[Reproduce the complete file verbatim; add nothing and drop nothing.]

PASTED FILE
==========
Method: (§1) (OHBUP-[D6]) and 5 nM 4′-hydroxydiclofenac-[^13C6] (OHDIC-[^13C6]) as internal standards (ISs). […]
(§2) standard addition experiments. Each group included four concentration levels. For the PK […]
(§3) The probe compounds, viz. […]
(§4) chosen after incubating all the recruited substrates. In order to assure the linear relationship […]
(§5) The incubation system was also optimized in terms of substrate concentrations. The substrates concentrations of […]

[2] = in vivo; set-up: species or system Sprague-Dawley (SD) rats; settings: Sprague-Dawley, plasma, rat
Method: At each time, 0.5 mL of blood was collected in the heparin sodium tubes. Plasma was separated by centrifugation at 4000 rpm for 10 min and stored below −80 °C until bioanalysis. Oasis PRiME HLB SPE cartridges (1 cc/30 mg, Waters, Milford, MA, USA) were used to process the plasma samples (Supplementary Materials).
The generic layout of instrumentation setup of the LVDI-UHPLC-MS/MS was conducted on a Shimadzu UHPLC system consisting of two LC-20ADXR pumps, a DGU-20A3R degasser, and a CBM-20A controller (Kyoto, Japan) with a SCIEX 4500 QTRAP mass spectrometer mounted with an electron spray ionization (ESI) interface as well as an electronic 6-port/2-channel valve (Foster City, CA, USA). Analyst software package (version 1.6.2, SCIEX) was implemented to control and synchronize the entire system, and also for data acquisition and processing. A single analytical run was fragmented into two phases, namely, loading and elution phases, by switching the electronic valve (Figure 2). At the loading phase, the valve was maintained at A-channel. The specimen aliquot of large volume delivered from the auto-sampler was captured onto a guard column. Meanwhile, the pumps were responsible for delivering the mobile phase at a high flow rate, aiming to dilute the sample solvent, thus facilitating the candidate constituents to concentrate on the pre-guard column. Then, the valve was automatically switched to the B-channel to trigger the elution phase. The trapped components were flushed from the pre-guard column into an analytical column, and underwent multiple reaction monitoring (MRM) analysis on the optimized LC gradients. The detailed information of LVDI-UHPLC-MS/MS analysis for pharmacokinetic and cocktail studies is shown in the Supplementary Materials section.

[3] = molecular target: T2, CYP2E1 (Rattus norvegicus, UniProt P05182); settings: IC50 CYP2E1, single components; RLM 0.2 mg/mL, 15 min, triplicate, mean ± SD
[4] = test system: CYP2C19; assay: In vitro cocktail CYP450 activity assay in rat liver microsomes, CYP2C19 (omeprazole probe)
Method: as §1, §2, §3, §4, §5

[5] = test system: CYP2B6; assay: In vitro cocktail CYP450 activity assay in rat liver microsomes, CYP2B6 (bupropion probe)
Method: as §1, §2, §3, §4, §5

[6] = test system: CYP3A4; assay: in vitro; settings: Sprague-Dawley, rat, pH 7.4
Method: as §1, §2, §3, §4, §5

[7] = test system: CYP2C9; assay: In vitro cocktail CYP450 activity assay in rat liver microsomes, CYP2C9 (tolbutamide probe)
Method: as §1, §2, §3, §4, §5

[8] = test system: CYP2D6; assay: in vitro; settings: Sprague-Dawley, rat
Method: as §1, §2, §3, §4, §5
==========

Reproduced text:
Method: (§1) (OHBUP-[D6]) and 5 nM 4′-hydroxydiclofenac-[^13C6] (OHDIC-[^13C6]) as internal standards (ISs). […]
(§2) standard addition experiments. Each group included four concentration levels. For the PK […]
(§3) The probe compounds, viz. […]
(§4) chosen after incubating all the recruited substrates. In order to assure the linear relationship […]
(§5) The incubation system was also optimized in terms of substrate concentrations. The substrates concentrations of […]

[2] = in vivo; set-up: species or system Sprague-Dawley (SD) rats; settings: Sprague-Dawley, plasma, rat
Method: At each time, 0.5 mL of blood was collected in the heparin sodium tubes. Plasma was separated by centrifugation at 4000 rpm for 10 min and stored below −80 °C until bioanalysis. Oasis PRiME HLB SPE cartridges (1 cc/30 mg, Waters, Milford, MA, USA) were used to process the plasma samples (Supplementary Materials).
The generic layout of instrumentation setup of the LVDI-UHPLC-MS/MS was conducted on a Shimadzu UHPLC system consisting of two LC-20ADXR pumps, a DGU-20A3R degasser, and a CBM-20A controller (Kyoto, Japan) with a SCIEX 4500 QTRAP mass spectrometer mounted with an electron spray ionization (ESI) interface as well as an electronic 6-port/2-channel valve (Foster City, CA, USA). Analyst software package (version 1.6.2, SCIEX) was implemented to control and synchronize the entire system, and also for data acquisition and processing. A single analytical run was fragmented into two phases, namely, loading and elution phases, by switching the electronic valve (Figure 2). At the loading phase, the valve was maintained at A-channel. The specimen aliquot of large volume delivered from the auto-sampler was captured onto a guard column. Meanwhile, the pumps were responsible for delivering the mobile phase at a high flow rate, aiming to dilute the sample solvent, thus facilitating the candidate constituents to concentrate on the pre-guard column. Then, the valve was automatically switched to the B-channel to trigger the elution phase. The trapped components were flushed from the pre-guard column into an analytical column, and underwent multiple reaction monitoring (MRM) analysis on the optimized LC gradients. The detailed information of LVDI-UHPLC-MS/MS analysis for pharmacokinetic and cocktail studies is shown in the Supplementary Materials section.

[3] = molecular target: T2, CYP2E1 (Rattus norvegicus, UniProt P05182); settings: IC50 CYP2E1, single components; RLM 0.2 mg/mL, 15 min, triplicate, mean ± SD
[4] = test system: CYP2C19; assay: In vitro cocktail CYP450 activity assay in rat liver microsomes, CYP2C19 (omeprazole probe)
Method: as §1, §2, §3, §4, §5

[5] = test system: CYP2B6; assay: In vitro cocktail CYP450 activity assay in rat liver microsomes, CYP2B6 (bupropion probe)
Method: as §1, §2, §3, §4, §5

[6] = test system: CYP3A4; assay: in vitro; settings: Sprague-Dawley, rat, pH 7.4
Method: as §1, §2, §3, §4, §5

[7] = test system: CYP2C9; assay: In vitro cocktail CYP450 activity assay in rat liver microsomes, CYP2C9 (tolbutamide probe)
Method: as §1, §2, §3, §4, §5

[8] = test system: CYP2D6; assay: in vitro; settings: Sprague-Dawley, rat
Method: as §1, §2, §3, §4, §5